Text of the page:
Monday, December 26, 2005

Happy Boxing Day!

To my Yank readers...

Boxing Day's "official" celebration is based on the old British custom of the aristocracy (and upper-class) to give the servants a box filled with left-overs and small gifts for their service during the Christmas period. It's a mainly Victorian/Edwardian sort of holiday.

Boxing Day today, is a day where all Brits recover from the excesses of the Christmas day by either resting at home, or going to the pub to commiserate with friends about how messed up their families are. (Just kidding, sort of, well, not kidding that much, I suppose...)

I digress.

Although I wrote a fairly impassioned blog about the meaning of the Christmas/Kwanzaa/Hannukha/Yule what-have-you season... And I really believe, that it's necessary to embrace the season for what it's meant to be, rather than the mess that we in the West have called Christmas for the past 50 or so years... There's something to be said about a "recovery day" the day after Christmas for us to rest, relax, and be calm.

In Britain, I was a bartender. And on my FIRST Boxing Day in England in 2003, I worked at the pub on Boxing Day. I helped about 300 people get absolutely PISSED off their heads... (Drunk, for my Yank readers) and it was a mad day to work at a pub. And tiring. I was bushed. On my second Boxing Day in 2004, I wasn't working... But I was at the same place... The pub. This time on the "correct side of the bar" as I, and my customer's used to say. Both were a great way to spend Boxing Day.

I think by working the first one, it was a good indoctrination toward the holiday for a foreigner. I wouldn't have appreciated the holiday as much the first time... But by working it, and seeing how the Brits acted on Boxing Day, by the second one... I was prepared and acted much like the Brits would do. Not in recovery... No... My 2004 Christmas was the first spent with my THEN Fiancée, now wife, and we had a marvellous time; it wasn't a hard experience needing recovery. Boxing day was spent, with My Lady in the pub. I admit to becoming a little more than tipsy on that day... But the feeling of relaxation, and togetherness with the people that you truly interacted with EVERYday, was a wonderful way to end the holiday-season.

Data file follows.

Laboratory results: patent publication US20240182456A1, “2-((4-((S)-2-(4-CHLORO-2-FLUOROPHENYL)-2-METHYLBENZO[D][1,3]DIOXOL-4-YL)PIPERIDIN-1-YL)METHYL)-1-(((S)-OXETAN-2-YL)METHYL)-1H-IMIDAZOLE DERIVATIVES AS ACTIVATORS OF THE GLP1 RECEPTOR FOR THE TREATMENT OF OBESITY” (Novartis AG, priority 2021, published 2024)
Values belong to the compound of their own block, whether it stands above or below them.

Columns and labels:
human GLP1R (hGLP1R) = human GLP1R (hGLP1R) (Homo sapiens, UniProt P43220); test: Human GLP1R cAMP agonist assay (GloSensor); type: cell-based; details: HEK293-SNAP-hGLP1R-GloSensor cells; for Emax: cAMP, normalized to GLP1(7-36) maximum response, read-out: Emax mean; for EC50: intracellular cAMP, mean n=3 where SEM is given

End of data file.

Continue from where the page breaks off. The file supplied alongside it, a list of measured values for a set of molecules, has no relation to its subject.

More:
Fiona met the extended clan yesterday at my aunt's house in Forest Lake. Forest Lake is a small town north of the Twin Cities, about an hour away by American Roads. In Britain, it's about 3 hours away if you used the Brit roads... Anyhoo... My family seemed to be really taken with her. How could they not? Most of them have never left Minnesota, let alone been anywhere where people have different accents or languages. Fiona was very charming, and adorable, and lovely... And so she was an obvious "big hit" with the clan. However... I felt my neck muscles tense with every conversation. I know that's rather normal when dealing with the family that you only see twice to three times a year... But...

Coming home last night... And today, Boxing Day being spent in slow, gradual calmness has been wonderful for me. I'm still in my P-J's and it's 12:30 in the afternoon.

My Lady's making a speciality of hers... Roast duck, with apricots and port. (Here's to Rob, for the idea.) And I'm about to go upstairs to shower, and get ready for a nice relaxing afternoon. I have a few errands to run today, but no real hurry, and you know, I'm happy.

Cheers readers. If anything else, hold onto the glow of being with people, or away from people, and try to enjoy and embrace the moment. Moments like these, only come around occasionally.

Slàinte -

Just in case, people have not been reading My Lady's Blog...

We're having a party. Fi's Birthday, 21st, the legal-drinking party, "duex" is happening on Thursday night at Kieran's Irish Pub in Downtown Minneapolis. (map) Dinner is at 7:00pm, and the serious drinking starts at 8:00pm. Live music, and enjoyment all night!

If you KNOW Fiona or myself, hell... Even if you don't, and just want to meet a strange Brit/Yank couple at a fun b-day party... Please come. Let Fiona know you're coming, or send regrets to My Lady. Cheers!